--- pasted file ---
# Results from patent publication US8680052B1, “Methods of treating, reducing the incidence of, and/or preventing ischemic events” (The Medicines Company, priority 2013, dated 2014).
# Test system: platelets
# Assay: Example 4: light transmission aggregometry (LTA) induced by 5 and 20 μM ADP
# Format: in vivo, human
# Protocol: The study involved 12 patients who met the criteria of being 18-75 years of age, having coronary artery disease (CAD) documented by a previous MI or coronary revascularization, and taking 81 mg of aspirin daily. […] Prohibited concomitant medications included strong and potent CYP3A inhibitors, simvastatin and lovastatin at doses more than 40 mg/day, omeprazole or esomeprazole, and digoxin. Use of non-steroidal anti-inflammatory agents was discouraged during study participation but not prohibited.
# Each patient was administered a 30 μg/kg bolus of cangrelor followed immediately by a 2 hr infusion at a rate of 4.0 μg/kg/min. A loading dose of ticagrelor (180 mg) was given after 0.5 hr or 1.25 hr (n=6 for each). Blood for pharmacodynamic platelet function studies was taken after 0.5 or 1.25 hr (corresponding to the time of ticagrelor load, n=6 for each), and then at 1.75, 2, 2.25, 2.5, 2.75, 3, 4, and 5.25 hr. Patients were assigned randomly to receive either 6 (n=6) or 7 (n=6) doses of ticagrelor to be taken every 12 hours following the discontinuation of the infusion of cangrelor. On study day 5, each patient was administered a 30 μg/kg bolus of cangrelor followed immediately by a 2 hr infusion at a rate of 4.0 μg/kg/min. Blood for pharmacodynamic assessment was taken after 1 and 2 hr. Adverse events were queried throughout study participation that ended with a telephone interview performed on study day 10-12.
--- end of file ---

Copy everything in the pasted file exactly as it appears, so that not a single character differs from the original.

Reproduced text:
# Results from patent publication US8680052B1, “Methods of treating, reducing the incidence of, and/or preventing ischemic events” (The Medicines Company, priority 2013, dated 2014).
# Test system: platelets
# Assay: Example 4: light transmission aggregometry (LTA) induced by 5 and 20 μM ADP
# Format: in vivo, human
# Protocol: The study involved 12 patients who met the criteria of being 18-75 years of age, having coronary artery disease (CAD) documented by a previous MI or coronary revascularization, and taking 81 mg of aspirin daily. […] Prohibited concomitant medications included strong and potent CYP3A inhibitors, simvastatin and lovastatin at doses more than 40 mg/day, omeprazole or esomeprazole, and digoxin. Use of non-steroidal anti-inflammatory agents was discouraged during study participation but not prohibited.
# Each patient was administered a 30 μg/kg bolus of cangrelor followed immediately by a 2 hr infusion at a rate of 4.0 μg/kg/min. A loading dose of ticagrelor (180 mg) was given after 0.5 hr or 1.25 hr (n=6 for each). Blood for pharmacodynamic platelet function studies was taken after 0.5 or 1.25 hr (corresponding to the time of ticagrelor load, n=6 for each), and then at 1.75, 2, 2.25, 2.5, 2.75, 3, 4, and 5.25 hr. Patients were assigned randomly to receive either 6 (n=6) or 7 (n=6) doses of ticagrelor to be taken every 12 hours following the discontinuation of the infusion of cangrelor. On study day 5, each patient was administered a 30 μg/kg bolus of cangrelor followed immediately by a 2 hr infusion at a rate of 4.0 μg/kg/min. Blood for pharmacodynamic assessment was taken after 1 and 2 hr. Adverse events were queried throughout study participation that ended with a telephone interview performed on study day 10-12.